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“Sennett presses social theory and historical experience to his service in developing a provocative thesis: that the public world stage has been usurped by the private psychic scene to the detriment of both individual and society. Sennett's quest for the causes of the impoverishment of civil life in modern industrial society opens fascinating perspectives into the relationship between theater, politics, urban life, and the changing function of the family.” — Carl Schorske, Princeton University
“One of the most stimulating and challenging books to be written in years. . . . A major attempt . . . to re-examine the assumptions and objectives of the 1960s and transcend them without compromising their ideals. One admires the breadth of Professor Sennett's erudition, the reach of his historical imagination. . . . By all means buy this book and read it.” — Christopher Lehmann-Haupt (New York Times)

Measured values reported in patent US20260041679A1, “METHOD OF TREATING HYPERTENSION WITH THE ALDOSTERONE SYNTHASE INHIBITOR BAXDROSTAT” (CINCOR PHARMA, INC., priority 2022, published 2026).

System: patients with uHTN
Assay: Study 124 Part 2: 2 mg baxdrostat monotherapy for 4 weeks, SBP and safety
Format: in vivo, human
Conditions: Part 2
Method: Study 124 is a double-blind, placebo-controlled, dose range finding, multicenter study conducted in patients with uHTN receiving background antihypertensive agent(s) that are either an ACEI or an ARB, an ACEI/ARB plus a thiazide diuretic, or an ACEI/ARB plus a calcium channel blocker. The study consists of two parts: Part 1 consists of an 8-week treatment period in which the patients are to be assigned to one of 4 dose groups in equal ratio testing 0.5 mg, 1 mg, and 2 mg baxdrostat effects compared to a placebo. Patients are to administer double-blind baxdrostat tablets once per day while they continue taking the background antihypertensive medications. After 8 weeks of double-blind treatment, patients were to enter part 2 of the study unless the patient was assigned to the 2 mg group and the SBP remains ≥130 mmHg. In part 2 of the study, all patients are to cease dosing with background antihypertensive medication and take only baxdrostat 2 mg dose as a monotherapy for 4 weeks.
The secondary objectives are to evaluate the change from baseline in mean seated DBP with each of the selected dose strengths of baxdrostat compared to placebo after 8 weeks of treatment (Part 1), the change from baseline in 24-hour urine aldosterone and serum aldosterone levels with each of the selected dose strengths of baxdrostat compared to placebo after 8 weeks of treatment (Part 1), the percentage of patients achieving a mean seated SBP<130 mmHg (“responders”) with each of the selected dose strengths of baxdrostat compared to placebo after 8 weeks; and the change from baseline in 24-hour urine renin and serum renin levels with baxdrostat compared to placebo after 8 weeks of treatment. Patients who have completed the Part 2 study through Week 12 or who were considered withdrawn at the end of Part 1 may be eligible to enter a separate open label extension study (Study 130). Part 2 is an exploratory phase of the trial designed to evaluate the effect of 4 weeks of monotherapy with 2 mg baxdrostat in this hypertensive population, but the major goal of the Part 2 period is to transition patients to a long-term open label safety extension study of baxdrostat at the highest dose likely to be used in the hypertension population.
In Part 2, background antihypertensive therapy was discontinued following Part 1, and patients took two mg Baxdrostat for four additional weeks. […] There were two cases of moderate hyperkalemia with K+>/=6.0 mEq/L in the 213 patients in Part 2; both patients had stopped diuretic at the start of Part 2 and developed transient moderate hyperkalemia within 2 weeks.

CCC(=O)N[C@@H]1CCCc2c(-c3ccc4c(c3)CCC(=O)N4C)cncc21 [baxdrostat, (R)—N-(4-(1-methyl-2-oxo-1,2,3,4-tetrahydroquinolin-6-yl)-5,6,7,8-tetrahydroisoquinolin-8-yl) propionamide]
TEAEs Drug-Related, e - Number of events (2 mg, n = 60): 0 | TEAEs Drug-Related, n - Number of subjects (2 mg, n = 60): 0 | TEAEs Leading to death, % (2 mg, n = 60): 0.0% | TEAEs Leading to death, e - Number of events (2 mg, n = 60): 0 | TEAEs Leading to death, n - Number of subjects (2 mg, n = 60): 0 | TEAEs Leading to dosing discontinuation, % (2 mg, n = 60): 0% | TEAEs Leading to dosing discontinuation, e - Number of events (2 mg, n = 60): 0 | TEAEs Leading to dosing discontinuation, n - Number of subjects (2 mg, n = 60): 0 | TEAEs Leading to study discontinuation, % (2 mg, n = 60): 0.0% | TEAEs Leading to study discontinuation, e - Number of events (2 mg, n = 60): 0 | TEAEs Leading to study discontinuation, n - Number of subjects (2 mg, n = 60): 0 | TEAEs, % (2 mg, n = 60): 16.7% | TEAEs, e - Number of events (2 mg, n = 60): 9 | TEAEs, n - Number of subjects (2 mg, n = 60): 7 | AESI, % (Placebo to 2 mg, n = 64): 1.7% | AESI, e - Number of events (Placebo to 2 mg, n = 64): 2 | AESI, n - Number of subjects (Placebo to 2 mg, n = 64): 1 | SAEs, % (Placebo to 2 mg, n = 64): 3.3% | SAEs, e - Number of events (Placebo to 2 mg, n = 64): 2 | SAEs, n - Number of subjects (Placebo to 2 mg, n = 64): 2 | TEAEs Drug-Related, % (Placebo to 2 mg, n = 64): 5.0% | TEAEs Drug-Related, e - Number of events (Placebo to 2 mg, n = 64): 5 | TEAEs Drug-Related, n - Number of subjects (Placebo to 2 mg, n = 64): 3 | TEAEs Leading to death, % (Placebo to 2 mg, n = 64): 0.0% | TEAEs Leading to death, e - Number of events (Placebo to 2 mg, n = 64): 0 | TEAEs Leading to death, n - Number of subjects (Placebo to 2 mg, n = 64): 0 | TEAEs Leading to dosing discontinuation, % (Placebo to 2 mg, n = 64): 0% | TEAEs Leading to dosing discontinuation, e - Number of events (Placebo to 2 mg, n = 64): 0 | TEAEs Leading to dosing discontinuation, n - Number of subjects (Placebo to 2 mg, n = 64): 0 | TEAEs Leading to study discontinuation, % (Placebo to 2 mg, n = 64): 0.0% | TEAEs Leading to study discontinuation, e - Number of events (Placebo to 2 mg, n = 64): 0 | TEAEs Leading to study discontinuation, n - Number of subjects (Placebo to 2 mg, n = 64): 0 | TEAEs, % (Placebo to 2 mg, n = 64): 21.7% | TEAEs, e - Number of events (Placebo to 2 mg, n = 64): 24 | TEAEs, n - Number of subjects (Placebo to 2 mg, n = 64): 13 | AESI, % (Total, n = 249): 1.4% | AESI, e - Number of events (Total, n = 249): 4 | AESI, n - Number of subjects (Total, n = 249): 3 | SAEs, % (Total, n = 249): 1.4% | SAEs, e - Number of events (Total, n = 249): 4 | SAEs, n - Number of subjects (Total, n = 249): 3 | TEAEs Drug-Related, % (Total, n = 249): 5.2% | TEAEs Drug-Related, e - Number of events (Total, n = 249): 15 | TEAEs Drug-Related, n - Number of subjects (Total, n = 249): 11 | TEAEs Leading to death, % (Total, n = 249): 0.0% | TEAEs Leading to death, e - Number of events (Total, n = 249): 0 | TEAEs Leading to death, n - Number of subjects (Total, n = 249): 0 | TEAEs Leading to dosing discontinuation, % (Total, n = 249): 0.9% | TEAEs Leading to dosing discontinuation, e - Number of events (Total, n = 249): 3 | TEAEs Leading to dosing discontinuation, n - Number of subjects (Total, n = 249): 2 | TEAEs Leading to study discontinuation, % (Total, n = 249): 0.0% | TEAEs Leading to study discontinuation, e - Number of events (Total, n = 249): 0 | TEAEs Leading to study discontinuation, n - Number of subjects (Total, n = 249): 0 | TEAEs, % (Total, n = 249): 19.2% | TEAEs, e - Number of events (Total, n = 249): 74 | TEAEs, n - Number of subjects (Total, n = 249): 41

“[...] Sennett is at once a historian, sociologist, student of psychoanalytic doctrine . . . and celebrant of city life. . . . Seldom have I read a serious work of social theory that explains as much contemporary experience as Sennett's does.” — Robert Lekachman (Saturday Review)
Richard Sennett teaches sociology at the London School of Economics and New York University